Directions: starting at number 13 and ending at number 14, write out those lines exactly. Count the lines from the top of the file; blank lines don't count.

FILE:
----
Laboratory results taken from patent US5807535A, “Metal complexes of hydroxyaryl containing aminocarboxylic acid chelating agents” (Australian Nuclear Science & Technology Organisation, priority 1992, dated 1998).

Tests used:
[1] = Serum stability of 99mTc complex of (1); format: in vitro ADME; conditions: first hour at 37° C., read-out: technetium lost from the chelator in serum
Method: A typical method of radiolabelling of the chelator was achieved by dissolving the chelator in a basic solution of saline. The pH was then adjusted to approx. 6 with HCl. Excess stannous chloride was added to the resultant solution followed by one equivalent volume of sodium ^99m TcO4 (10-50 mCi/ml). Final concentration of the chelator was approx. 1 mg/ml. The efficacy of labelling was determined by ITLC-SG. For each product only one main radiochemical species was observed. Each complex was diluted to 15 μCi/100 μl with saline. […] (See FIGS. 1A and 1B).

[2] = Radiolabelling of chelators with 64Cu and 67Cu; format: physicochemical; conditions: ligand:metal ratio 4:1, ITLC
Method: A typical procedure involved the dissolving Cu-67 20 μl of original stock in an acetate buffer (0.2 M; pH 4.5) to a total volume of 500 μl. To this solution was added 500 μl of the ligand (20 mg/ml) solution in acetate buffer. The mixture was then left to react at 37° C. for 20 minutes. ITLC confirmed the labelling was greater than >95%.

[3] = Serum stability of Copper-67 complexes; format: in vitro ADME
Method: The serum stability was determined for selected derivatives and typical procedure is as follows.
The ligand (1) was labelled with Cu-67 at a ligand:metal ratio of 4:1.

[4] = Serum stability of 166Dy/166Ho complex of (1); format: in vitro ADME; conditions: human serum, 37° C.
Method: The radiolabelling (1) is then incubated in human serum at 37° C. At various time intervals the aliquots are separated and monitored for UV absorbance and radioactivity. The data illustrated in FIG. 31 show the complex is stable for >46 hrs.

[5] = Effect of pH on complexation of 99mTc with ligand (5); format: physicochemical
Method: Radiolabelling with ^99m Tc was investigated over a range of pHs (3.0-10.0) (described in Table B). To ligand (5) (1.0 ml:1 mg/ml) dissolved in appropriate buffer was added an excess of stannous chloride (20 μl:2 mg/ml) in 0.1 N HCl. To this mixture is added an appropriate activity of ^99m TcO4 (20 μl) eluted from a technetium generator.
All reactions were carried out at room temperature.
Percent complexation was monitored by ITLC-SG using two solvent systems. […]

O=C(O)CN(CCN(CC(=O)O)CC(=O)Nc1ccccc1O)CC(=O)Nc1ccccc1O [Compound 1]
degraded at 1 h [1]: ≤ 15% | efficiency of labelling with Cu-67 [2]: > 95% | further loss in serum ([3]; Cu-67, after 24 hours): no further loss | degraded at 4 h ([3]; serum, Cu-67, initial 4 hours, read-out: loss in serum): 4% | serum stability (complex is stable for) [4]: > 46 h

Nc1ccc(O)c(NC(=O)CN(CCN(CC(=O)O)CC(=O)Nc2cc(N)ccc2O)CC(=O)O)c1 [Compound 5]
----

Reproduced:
Method: Radiolabelling with ^99m Tc was investigated over a range of pHs (3.0-10.0) (described in Table B). To ligand (5) (1.0 ml:1 mg/ml) dissolved in appropriate buffer was added an excess of stannous chloride (20 μl:2 mg/ml) in 0.1 N HCl. To this mixture is added an appropriate activity of ^99m TcO4 (20 μl) eluted from a technetium generator.
All reactions were carried out at room temperature.